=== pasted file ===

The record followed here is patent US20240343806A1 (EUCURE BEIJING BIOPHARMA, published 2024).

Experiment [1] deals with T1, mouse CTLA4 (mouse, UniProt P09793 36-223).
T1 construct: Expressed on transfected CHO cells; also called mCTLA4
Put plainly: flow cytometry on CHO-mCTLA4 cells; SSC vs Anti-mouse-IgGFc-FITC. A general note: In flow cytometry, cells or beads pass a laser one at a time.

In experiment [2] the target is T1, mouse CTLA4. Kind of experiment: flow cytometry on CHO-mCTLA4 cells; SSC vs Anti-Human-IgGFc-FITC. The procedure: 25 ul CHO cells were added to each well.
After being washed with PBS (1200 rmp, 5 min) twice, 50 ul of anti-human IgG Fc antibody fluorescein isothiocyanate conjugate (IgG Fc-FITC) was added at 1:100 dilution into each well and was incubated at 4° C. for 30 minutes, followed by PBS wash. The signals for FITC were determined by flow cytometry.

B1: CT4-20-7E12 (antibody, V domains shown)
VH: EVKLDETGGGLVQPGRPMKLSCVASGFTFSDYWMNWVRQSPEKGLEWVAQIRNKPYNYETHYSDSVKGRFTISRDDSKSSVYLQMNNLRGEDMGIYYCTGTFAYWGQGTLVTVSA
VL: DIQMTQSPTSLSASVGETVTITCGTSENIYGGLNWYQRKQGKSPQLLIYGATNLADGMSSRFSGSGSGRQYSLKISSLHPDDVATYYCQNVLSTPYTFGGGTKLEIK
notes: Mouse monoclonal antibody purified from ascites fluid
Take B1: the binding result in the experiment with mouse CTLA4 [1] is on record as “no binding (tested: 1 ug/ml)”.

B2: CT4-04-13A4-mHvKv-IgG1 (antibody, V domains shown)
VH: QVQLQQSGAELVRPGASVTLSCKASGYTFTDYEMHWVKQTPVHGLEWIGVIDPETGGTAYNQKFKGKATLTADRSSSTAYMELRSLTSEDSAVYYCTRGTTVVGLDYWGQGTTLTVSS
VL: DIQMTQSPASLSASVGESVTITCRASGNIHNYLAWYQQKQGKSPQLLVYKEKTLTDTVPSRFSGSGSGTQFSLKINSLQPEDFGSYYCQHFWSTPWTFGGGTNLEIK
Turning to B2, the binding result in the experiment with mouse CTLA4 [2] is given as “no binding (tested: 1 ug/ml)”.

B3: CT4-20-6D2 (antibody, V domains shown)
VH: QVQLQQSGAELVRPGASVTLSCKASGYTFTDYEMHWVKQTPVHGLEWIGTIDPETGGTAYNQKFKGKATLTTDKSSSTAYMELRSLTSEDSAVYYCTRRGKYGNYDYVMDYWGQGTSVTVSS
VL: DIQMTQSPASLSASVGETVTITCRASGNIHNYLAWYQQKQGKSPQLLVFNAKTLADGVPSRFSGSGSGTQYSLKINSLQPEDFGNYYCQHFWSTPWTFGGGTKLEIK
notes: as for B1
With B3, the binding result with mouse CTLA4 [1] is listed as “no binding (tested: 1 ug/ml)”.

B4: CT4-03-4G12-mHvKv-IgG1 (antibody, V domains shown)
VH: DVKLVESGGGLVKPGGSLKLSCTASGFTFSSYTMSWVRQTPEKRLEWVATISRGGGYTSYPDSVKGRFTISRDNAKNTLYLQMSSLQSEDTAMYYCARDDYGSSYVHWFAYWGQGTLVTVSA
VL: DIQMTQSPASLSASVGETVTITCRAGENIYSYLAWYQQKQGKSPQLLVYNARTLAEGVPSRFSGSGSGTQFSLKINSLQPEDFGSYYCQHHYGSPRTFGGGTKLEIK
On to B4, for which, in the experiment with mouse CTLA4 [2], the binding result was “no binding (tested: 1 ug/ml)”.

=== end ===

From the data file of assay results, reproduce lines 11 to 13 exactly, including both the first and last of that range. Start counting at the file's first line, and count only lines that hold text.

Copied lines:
Take B1: the binding result in the experiment with mouse CTLA4 [1] is on record as “no binding (tested: 1 ug/ml)”.

B2: CT4-04-13A4-mHvKv-IgG1 (antibody, V domains shown)
VH: QVQLQQSGAELVRPGASVTLSCKASGYTFTDYEMHWVKQTPVHGLEWIGVIDPETGGTAYNQKFKGKATLTADRSSSTAYMELRSLTSEDSAVYYCTRGTTVVGLDYWGQGTTLTVSS